time running one. I never set out to make tens of millions of dollars --
which probably contributed to our failure to thrive.
When I had the time to think about where I had gone wrong, it seemed clear
to me, and still does, that if I had simply added inexpensive conferencing
software and continued doing my amateur editing and design, I could have
grown something less fancy but more sustainable, if not in financial terms.
Venture capital, I concluded, might be a good way to ramp up a Netscape or
a Yahoo or create a market for a kind of technology product that never
existed before. But it isn't a healthy way to grow a social enterprise.
It doesn't take too many people to sustain a small online community. Of
course, many great conversations take place via mailing lists. But
conferencing (BBS, message-board, newsgroup) media have their own unique
capabilities; they are also a little more expensive to run than a list.
When we created the River (www.river.org), the idea was to create a
cooperative corporation that would enable the people who made the
conversation to also own and control the business that made the
conversation possible. A couple hundred people each contributed a couple
hundred dollars, agreed to pay $15 a month, and that turned out to be
sufficient to buy a Pentium box and software licenses, and make a
colocation deal with an Internet service provider. Technical and accounting
services are voluntary. It works pretty well.
I have returned to spending my time the way I most enjoyed before my two
years as an entrepreneur. I update my web site a couple days a week
(www.rheingold.com) and communicate directly with my audience. I'm adding
inexpensive webconferencing software in a week or two, and I'm creating a
small community to discuss the things that interest me -- technology, the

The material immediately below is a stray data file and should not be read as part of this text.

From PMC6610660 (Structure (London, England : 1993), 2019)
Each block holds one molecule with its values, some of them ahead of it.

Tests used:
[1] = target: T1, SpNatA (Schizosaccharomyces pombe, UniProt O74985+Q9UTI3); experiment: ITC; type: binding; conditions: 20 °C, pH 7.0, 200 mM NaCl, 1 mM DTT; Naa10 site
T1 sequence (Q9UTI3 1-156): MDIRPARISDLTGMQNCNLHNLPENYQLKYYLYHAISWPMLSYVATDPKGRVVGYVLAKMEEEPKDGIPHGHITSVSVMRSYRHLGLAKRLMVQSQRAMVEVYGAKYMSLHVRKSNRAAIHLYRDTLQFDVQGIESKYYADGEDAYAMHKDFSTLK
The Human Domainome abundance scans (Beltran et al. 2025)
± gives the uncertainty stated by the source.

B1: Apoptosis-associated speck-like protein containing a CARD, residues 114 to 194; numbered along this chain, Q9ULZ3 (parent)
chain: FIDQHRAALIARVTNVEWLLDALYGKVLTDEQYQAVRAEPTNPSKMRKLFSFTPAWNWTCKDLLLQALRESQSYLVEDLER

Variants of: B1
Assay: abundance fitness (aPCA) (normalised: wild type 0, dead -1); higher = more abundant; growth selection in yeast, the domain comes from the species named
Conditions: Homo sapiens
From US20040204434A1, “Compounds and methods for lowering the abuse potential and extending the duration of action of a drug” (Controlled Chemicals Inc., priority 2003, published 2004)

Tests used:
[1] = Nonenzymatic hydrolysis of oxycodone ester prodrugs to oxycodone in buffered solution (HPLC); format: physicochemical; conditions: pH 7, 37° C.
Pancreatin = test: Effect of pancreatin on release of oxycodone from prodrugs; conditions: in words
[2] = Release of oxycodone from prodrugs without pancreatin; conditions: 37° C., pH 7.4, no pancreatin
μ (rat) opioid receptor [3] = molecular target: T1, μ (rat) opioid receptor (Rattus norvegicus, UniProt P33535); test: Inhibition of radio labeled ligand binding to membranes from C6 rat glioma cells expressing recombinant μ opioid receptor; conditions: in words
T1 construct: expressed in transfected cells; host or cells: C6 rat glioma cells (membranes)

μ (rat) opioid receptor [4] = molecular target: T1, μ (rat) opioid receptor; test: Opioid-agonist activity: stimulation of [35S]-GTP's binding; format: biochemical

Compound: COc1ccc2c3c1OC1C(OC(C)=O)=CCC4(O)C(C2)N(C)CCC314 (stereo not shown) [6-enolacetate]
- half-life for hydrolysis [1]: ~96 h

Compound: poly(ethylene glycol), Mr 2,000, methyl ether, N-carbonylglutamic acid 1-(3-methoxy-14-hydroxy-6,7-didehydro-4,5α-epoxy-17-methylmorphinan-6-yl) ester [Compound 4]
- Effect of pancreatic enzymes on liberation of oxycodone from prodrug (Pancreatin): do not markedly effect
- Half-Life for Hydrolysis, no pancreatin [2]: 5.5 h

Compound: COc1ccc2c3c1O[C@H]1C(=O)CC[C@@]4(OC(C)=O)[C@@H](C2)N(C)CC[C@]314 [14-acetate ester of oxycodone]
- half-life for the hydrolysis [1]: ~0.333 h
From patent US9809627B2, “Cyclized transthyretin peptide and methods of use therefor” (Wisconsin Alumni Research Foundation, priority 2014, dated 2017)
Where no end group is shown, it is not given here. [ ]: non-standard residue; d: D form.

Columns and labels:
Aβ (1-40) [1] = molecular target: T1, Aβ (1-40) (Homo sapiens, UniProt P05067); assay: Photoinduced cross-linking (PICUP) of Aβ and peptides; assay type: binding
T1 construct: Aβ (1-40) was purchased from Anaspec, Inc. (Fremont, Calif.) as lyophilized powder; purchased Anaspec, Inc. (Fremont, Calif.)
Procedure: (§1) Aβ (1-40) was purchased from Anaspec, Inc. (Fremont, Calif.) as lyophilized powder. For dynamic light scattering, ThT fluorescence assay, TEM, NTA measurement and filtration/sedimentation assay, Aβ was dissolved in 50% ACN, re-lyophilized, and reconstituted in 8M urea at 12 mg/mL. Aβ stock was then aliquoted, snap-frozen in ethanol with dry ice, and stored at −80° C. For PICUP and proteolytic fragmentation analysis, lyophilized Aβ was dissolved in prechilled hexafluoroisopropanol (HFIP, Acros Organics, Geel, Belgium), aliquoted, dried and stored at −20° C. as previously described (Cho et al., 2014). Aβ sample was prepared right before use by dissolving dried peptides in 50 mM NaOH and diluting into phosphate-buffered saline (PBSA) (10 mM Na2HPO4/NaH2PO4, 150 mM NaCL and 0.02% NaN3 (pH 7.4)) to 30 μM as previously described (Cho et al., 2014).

future, media, social change. It's a hobby -- I carry the costs. It makes
me much happier to run it.
Setting up the River as a coop had its problems. Running a coop,
particularly among Americans, can result in perpetual and not altogether
pleasant shareholders meetings. There's a lot of blah-blah-blah in making
decisions democratically. People get angry and leave. But a sufficient
number remained so that the River has survived for three years. The legal
structure that enabled them to organize was a California cooperative
corporation. The legal restrictions on cooperative corporations vary from
country to country, state to state.
Increasingly, webconferencing software is becoming more and more capable,
and as several excellent products compete with each other, the prices are
dropping. It's not very expensive to add many-to-many communications with a
web-based interface to any web site. David Wooley maintains a list of the
various webconferencing products at:
Now, just so I don't forget to look at the bigger picture, I definitely
acknowledge that there are legitimate questions to pursue about whether
spending time typing messages to strangers via computers is a healthy way
for people and civilizations to spend their time. There is the perpetual
and also legitimate debate about whether it debases the word "community" --
and what is the word supposed to mean these days, anyway? -- to use it to
describe online conversations. All I can say is that many people might end
up much happier by starting out to grow a small, unprofitable, sustainable
web-based cultural enterprise, than to invite the
pressure-toward-hypergrowth that accompanies venture capital financing.
Howard Rheingold firstname.lastname@example.org
Fax: 415 388 3913